Ever since Kent Beck first came out with his book “Test Driven Development: By Example” in 2003, I’ve been using his brilliantly simple technique to create working software:
- Write an automated test for a new bit of functionality, run it and watch it fail (“red”)
- Write enough code to make the test (and all the other tests) pass (“green”)
- Clean up any messes you’ve made while keeping all the tests passing (“refactor”)
- Repeat steps 1-3 until there’s no more functionality to add
Sometimes, I find myself unable to figure out a way to get through step 1. Maybe I can’t think of how to test the new functionality. More likely, I can’t think of a way to test the new functionality given the toolset I have available to me. (Not all programming languages come with good automated testing support, after all.)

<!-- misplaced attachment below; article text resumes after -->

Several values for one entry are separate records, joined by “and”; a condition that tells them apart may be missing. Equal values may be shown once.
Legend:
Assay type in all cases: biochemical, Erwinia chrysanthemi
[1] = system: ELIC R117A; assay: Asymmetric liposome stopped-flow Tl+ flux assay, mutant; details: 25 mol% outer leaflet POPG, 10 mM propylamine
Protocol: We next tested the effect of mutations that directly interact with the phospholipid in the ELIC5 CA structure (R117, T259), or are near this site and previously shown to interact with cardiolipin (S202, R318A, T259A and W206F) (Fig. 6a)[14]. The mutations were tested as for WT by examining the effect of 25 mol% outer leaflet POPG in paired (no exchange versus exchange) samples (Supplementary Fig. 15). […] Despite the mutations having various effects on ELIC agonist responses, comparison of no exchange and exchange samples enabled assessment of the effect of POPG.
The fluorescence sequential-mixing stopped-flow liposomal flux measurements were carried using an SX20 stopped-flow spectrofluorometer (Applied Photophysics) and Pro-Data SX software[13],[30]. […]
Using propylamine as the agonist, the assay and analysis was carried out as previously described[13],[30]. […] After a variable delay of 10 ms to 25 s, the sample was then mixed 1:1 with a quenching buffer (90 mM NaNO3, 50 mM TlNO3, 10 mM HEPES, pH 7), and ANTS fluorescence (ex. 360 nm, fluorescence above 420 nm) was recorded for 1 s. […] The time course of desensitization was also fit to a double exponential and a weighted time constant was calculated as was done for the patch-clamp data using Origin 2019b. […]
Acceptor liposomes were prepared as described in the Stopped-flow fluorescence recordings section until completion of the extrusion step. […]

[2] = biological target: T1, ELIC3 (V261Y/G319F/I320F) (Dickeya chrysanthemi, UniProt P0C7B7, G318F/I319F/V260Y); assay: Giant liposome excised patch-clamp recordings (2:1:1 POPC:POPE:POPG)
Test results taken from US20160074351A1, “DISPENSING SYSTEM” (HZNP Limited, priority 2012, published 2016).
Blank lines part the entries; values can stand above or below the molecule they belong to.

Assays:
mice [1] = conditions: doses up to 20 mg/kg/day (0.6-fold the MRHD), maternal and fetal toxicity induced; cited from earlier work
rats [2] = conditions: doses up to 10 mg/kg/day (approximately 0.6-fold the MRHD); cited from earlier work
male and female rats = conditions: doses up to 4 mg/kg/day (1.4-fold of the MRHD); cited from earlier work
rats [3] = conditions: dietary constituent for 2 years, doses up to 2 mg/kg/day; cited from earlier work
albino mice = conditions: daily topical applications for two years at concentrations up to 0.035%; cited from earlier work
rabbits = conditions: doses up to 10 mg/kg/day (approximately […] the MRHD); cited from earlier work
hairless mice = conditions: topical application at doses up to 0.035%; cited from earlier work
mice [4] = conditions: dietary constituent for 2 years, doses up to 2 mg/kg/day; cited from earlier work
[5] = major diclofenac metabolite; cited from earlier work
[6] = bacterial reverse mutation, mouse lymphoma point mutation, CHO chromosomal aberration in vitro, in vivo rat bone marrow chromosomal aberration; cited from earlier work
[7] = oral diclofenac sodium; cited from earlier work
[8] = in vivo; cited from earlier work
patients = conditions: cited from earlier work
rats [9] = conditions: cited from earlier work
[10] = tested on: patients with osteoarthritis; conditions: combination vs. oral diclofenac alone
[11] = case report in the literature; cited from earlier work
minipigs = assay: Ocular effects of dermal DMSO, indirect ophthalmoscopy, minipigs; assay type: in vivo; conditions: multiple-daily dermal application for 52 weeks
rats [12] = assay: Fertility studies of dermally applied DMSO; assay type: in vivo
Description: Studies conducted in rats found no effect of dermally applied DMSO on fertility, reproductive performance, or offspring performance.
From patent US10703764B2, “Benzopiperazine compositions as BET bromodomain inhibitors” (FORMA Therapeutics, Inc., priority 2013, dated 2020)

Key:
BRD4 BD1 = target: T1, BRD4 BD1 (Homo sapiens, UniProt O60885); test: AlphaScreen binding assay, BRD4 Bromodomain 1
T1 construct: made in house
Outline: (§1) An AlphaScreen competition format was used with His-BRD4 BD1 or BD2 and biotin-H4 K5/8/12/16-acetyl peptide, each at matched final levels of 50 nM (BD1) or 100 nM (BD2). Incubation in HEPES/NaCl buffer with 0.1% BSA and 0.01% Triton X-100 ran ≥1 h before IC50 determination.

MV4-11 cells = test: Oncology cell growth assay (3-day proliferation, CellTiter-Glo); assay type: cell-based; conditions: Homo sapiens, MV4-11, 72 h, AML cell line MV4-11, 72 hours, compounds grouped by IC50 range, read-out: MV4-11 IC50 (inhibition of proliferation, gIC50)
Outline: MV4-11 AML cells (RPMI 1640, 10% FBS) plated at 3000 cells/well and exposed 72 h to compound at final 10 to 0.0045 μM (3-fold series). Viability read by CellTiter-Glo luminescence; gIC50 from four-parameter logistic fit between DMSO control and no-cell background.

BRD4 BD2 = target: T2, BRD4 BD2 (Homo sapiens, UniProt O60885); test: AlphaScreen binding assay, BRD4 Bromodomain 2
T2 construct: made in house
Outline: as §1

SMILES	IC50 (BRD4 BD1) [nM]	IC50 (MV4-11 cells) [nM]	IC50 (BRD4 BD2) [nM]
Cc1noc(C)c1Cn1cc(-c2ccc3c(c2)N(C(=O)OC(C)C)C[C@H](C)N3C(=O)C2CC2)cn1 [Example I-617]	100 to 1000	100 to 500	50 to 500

I don’t let the lack of tool support keep me from adding functionality to whatever it is I’m coding. On the other hand, any code I write that’s not covered by automated tests invariably has more bugs escape my desk than the code I write that is covered by automated tests.
And that, in a nutshell, is why I code test-first.